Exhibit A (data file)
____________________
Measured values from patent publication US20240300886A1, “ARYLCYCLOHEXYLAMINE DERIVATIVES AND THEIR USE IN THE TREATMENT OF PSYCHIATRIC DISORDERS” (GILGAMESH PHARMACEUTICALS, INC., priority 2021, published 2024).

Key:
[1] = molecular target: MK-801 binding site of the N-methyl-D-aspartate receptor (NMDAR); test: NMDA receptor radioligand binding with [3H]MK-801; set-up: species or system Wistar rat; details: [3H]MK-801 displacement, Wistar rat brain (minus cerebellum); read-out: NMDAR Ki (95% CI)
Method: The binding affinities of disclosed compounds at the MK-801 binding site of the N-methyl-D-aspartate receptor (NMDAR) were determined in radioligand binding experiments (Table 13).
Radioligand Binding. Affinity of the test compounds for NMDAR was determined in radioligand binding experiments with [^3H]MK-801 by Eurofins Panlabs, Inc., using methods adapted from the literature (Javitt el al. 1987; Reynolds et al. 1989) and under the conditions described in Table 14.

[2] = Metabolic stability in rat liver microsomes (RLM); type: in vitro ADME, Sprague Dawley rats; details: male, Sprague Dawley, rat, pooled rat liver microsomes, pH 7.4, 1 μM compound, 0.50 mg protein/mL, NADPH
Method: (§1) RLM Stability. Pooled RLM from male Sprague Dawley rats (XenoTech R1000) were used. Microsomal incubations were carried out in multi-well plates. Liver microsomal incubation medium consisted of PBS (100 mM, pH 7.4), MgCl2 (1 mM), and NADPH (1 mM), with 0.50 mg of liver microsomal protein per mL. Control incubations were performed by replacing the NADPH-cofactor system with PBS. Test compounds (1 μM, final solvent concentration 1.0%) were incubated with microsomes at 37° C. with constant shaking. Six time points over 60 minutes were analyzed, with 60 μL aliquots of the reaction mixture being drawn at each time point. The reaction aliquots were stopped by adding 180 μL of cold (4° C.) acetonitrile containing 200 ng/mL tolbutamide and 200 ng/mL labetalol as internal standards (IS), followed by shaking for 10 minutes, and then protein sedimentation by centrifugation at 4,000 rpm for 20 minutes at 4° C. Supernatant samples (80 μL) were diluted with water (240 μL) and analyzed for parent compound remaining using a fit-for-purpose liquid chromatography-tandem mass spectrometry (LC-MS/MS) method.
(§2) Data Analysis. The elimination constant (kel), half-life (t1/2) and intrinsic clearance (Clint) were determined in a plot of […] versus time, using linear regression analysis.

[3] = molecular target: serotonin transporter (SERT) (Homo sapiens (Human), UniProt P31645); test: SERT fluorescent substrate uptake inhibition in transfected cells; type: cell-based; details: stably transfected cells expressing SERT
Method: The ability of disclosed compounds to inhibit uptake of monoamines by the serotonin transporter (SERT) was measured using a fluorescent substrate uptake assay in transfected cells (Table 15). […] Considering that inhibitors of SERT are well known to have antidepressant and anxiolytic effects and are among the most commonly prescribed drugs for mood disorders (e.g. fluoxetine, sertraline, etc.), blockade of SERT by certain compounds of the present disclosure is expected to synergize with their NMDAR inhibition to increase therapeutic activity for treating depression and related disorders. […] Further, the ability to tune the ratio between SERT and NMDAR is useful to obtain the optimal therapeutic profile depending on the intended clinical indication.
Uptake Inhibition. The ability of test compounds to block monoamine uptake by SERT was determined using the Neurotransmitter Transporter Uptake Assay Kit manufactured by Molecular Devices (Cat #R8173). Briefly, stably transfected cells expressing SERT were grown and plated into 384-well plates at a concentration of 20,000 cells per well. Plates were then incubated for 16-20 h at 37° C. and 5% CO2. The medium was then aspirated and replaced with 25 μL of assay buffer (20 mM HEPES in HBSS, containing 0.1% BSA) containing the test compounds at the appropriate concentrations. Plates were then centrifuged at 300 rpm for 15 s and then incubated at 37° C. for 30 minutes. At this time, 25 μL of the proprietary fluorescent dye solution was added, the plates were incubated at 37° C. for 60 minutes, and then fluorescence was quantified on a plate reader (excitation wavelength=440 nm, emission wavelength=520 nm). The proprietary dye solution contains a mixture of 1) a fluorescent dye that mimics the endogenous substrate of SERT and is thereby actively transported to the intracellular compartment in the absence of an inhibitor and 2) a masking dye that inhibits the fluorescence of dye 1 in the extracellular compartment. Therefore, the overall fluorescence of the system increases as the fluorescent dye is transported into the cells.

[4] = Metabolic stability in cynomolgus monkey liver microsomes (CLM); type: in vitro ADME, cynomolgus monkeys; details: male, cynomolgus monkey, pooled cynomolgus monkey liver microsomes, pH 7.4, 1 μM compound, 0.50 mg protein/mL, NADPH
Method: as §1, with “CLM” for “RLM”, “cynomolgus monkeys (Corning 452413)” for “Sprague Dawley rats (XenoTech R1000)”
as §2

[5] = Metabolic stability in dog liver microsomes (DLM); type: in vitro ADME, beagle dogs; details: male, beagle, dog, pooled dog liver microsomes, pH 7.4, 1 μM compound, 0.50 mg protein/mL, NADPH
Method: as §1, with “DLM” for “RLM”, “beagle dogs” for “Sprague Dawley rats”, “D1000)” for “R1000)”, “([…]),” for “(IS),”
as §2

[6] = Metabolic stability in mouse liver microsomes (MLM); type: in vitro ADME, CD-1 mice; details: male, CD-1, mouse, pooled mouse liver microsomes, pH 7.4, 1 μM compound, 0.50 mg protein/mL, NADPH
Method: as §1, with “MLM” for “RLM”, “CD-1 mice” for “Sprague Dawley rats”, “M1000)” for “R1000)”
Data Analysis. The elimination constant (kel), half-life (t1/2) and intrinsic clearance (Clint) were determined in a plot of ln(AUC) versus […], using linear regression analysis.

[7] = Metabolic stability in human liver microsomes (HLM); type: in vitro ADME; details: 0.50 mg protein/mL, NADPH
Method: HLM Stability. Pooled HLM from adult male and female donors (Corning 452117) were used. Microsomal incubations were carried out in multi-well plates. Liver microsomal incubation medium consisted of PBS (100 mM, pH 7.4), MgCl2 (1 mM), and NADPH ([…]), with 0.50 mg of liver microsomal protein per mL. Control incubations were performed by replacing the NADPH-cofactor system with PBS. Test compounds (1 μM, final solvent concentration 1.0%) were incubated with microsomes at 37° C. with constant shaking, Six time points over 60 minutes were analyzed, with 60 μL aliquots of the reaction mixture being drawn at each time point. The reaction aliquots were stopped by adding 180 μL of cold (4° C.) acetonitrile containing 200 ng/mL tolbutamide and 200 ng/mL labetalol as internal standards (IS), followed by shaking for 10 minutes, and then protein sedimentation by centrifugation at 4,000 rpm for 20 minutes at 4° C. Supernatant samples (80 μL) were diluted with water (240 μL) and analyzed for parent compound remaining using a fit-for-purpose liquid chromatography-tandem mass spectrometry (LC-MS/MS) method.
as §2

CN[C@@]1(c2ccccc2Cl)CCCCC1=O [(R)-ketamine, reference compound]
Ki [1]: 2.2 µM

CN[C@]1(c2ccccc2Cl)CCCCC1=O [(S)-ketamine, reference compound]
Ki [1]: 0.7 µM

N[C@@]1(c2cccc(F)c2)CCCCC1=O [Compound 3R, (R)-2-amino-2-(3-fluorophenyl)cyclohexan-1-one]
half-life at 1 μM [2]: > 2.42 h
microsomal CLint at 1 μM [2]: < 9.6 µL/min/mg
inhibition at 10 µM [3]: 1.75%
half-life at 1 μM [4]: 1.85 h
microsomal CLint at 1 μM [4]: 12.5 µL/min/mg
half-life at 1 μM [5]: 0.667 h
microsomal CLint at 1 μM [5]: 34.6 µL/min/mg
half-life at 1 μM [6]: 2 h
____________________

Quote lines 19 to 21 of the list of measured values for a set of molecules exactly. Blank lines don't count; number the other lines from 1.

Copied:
Method: as §1, with “MLM” for “RLM”, “CD-1 mice” for “Sprague Dawley rats”, “M1000)” for “R1000)”
Data Analysis. The elimination constant (kel), half-life (t1/2) and intrinsic clearance (Clint) were determined in a plot of ln(AUC) versus […], using linear regression analysis.

[7] = Metabolic stability in human liver microsomes (HLM); type: in vitro ADME; details: 0.50 mg protein/mL, NADPH